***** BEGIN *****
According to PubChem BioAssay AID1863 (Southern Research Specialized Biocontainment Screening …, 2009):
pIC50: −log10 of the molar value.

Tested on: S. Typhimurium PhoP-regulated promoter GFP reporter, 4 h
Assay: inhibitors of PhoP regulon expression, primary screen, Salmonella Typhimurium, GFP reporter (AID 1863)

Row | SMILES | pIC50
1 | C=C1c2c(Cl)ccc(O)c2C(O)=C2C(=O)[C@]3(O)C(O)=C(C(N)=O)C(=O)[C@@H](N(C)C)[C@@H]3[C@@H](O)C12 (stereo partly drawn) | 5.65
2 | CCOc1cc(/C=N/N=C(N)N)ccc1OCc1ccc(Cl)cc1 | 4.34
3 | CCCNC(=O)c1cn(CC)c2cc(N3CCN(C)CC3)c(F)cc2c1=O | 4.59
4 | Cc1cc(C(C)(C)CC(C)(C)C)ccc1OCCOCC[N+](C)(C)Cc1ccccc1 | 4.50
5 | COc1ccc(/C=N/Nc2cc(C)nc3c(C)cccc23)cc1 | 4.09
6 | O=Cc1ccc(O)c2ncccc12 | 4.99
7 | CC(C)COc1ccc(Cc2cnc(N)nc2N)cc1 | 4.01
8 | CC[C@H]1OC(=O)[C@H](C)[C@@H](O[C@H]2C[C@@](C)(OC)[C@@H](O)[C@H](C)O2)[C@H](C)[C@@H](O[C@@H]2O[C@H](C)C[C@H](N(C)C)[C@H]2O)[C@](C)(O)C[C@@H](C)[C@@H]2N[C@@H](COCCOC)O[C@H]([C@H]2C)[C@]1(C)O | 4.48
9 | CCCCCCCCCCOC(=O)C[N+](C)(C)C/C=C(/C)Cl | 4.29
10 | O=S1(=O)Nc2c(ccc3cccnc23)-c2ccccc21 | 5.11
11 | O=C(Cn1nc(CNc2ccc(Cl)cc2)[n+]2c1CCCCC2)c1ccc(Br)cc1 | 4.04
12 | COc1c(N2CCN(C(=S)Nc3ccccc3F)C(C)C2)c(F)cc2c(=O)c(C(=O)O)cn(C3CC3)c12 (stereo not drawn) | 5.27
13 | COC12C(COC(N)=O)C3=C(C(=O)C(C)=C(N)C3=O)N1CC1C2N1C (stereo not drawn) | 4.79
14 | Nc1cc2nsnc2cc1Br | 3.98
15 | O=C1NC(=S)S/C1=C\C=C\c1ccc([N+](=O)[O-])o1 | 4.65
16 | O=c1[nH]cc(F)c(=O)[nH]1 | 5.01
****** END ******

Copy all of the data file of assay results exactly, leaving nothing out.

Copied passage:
According to PubChem BioAssay AID1863 (Southern Research Specialized Biocontainment Screening …, 2009):
pIC50: −log10 of the molar value.

Tested on: S. Typhimurium PhoP-regulated promoter GFP reporter, 4 h
Assay: inhibitors of PhoP regulon expression, primary screen, Salmonella Typhimurium, GFP reporter (AID 1863)

Row | SMILES | pIC50
1 | C=C1c2c(Cl)ccc(O)c2C(O)=C2C(=O)[C@]3(O)C(O)=C(C(N)=O)C(=O)[C@@H](N(C)C)[C@@H]3[C@@H](O)C12 (stereo partly drawn) | 5.65
2 | CCOc1cc(/C=N/N=C(N)N)ccc1OCc1ccc(Cl)cc1 | 4.34
3 | CCCNC(=O)c1cn(CC)c2cc(N3CCN(C)CC3)c(F)cc2c1=O | 4.59
4 | Cc1cc(C(C)(C)CC(C)(C)C)ccc1OCCOCC[N+](C)(C)Cc1ccccc1 | 4.50
5 | COc1ccc(/C=N/Nc2cc(C)nc3c(C)cccc23)cc1 | 4.09
6 | O=Cc1ccc(O)c2ncccc12 | 4.99
7 | CC(C)COc1ccc(Cc2cnc(N)nc2N)cc1 | 4.01
8 | CC[C@H]1OC(=O)[C@H](C)[C@@H](O[C@H]2C[C@@](C)(OC)[C@@H](O)[C@H](C)O2)[C@H](C)[C@@H](O[C@@H]2O[C@H](C)C[C@H](N(C)C)[C@H]2O)[C@](C)(O)C[C@@H](C)[C@@H]2N[C@@H](COCCOC)O[C@H]([C@H]2C)[C@]1(C)O | 4.48
9 | CCCCCCCCCCOC(=O)C[N+](C)(C)C/C=C(/C)Cl | 4.29
10 | O=S1(=O)Nc2c(ccc3cccnc23)-c2ccccc21 | 5.11
11 | O=C(Cn1nc(CNc2ccc(Cl)cc2)[n+]2c1CCCCC2)c1ccc(Br)cc1 | 4.04
12 | COc1c(N2CCN(C(=S)Nc3ccccc3F)C(C)C2)c(F)cc2c(=O)c(C(=O)O)cn(C3CC3)c12 (stereo not drawn) | 5.27
13 | COC12C(COC(N)=O)C3=C(C(=O)C(C)=C(N)C3=O)N1CC1C2N1C (stereo not drawn) | 4.79
14 | Nc1cc2nsnc2cc1Br | 3.98
15 | O=C1NC(=S)S/C1=C\C=C\c1ccc([N+](=O)[O-])o1 | 4.65
16 | O=c1[nH]cc(F)c(=O)[nH]1 | 5.01